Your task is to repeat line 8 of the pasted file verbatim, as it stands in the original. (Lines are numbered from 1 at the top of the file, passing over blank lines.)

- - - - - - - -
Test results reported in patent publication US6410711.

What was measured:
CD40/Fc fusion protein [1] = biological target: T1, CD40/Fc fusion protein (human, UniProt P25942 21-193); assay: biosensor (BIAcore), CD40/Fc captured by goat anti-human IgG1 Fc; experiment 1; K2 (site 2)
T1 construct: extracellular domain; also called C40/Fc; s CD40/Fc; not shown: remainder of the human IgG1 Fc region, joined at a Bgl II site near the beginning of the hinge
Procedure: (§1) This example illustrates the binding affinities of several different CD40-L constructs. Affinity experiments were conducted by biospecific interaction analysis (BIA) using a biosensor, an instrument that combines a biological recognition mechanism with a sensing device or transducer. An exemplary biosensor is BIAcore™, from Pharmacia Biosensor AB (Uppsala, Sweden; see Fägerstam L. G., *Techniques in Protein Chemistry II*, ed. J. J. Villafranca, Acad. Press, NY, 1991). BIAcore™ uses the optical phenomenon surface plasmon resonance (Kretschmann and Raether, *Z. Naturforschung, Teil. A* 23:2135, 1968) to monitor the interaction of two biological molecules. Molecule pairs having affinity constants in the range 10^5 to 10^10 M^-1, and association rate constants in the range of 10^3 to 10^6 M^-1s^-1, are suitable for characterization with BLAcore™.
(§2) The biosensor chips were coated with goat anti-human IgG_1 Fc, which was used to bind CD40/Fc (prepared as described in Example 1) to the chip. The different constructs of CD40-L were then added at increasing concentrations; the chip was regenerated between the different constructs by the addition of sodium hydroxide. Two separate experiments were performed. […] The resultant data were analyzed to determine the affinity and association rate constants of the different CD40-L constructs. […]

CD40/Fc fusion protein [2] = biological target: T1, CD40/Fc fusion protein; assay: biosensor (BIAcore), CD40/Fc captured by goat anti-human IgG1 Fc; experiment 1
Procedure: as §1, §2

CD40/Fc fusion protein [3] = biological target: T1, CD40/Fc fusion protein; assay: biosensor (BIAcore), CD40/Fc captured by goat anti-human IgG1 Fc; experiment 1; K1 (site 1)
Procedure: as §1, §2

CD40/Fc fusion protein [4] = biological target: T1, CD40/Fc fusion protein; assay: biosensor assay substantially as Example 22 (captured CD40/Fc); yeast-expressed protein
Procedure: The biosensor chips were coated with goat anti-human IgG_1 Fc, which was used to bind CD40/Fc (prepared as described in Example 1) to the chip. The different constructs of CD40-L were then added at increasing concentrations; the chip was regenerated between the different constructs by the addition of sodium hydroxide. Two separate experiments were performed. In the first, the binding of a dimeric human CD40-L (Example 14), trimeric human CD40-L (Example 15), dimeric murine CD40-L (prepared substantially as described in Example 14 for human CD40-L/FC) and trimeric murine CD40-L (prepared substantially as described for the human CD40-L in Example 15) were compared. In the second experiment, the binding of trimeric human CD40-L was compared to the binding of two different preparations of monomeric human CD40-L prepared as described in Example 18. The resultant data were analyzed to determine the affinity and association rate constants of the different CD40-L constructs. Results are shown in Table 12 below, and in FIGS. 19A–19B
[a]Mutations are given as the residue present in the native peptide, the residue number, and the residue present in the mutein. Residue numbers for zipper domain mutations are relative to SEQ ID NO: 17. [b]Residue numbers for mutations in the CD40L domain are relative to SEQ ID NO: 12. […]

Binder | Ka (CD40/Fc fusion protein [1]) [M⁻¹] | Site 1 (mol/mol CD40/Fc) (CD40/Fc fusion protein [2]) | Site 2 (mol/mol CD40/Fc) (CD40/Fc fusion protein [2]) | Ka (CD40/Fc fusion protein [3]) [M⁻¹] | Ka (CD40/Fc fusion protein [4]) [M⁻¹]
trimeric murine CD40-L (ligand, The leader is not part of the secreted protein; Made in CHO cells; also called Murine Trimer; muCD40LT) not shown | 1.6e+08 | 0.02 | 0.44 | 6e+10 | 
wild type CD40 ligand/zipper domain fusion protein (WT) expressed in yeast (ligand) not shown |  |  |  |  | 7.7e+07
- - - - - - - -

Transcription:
Procedure: as §1, §2